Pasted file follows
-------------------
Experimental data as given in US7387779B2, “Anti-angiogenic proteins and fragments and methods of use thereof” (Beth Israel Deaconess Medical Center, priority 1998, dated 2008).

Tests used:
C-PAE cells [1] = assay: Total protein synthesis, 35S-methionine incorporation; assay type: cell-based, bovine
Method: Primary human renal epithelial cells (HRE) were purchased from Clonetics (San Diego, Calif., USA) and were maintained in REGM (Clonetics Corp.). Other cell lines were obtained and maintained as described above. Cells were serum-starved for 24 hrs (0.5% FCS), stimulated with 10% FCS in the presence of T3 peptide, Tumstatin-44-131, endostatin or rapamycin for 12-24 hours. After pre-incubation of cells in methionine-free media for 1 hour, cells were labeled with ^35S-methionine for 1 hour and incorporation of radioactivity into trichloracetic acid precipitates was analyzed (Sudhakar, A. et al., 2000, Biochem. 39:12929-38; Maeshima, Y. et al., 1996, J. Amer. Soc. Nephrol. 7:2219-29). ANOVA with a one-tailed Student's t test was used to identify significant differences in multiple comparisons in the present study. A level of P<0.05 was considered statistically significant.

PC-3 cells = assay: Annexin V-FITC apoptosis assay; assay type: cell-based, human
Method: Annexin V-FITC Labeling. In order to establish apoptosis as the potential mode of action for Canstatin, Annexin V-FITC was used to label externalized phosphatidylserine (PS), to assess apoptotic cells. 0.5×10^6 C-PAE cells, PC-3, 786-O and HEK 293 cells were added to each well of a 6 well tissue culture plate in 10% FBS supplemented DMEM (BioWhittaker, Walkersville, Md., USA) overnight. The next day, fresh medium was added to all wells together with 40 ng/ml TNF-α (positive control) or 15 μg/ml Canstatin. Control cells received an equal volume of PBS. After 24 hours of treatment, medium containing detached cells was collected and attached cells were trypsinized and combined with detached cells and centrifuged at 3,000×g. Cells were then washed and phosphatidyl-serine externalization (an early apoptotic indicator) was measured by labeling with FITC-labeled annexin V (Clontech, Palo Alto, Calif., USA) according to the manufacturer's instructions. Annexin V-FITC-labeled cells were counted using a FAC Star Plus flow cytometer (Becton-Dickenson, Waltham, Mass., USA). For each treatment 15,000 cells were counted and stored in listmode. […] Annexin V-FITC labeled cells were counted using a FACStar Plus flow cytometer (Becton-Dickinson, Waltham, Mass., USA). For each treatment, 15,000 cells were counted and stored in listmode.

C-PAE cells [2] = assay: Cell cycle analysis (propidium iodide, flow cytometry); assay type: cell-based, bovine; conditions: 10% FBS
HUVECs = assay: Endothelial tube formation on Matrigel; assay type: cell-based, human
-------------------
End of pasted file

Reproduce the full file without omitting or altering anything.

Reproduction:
Experimental data as given in US7387779B2, “Anti-angiogenic proteins and fragments and methods of use thereof” (Beth Israel Deaconess Medical Center, priority 1998, dated 2008).

Tests used:
C-PAE cells [1] = assay: Total protein synthesis, 35S-methionine incorporation; assay type: cell-based, bovine
Method: Primary human renal epithelial cells (HRE) were purchased from Clonetics (San Diego, Calif., USA) and were maintained in REGM (Clonetics Corp.). Other cell lines were obtained and maintained as described above. Cells were serum-starved for 24 hrs (0.5% FCS), stimulated with 10% FCS in the presence of T3 peptide, Tumstatin-44-131, endostatin or rapamycin for 12-24 hours. After pre-incubation of cells in methionine-free media for 1 hour, cells were labeled with ^35S-methionine for 1 hour and incorporation of radioactivity into trichloracetic acid precipitates was analyzed (Sudhakar, A. et al., 2000, Biochem. 39:12929-38; Maeshima, Y. et al., 1996, J. Amer. Soc. Nephrol. 7:2219-29). ANOVA with a one-tailed Student's t test was used to identify significant differences in multiple comparisons in the present study. A level of P<0.05 was considered statistically significant.

PC-3 cells = assay: Annexin V-FITC apoptosis assay; assay type: cell-based, human
Method: Annexin V-FITC Labeling. In order to establish apoptosis as the potential mode of action for Canstatin, Annexin V-FITC was used to label externalized phosphatidylserine (PS), to assess apoptotic cells. 0.5×10^6 C-PAE cells, PC-3, 786-O and HEK 293 cells were added to each well of a 6 well tissue culture plate in 10% FBS supplemented DMEM (BioWhittaker, Walkersville, Md., USA) overnight. The next day, fresh medium was added to all wells together with 40 ng/ml TNF-α (positive control) or 15 μg/ml Canstatin. Control cells received an equal volume of PBS. After 24 hours of treatment, medium containing detached cells was collected and attached cells were trypsinized and combined with detached cells and centrifuged at 3,000×g. Cells were then washed and phosphatidyl-serine externalization (an early apoptotic indicator) was measured by labeling with FITC-labeled annexin V (Clontech, Palo Alto, Calif., USA) according to the manufacturer's instructions. Annexin V-FITC-labeled cells were counted using a FAC Star Plus flow cytometer (Becton-Dickenson, Waltham, Mass., USA). For each treatment 15,000 cells were counted and stored in listmode. […] Annexin V-FITC labeled cells were counted using a FACStar Plus flow cytometer (Becton-Dickinson, Waltham, Mass., USA). For each treatment, 15,000 cells were counted and stored in listmode.

C-PAE cells [2] = assay: Cell cycle analysis (propidium iodide, flow cytometry); assay type: cell-based, bovine; conditions: 10% FBS
HUVECs = assay: Endothelial tube formation on Matrigel; assay type: cell-based, human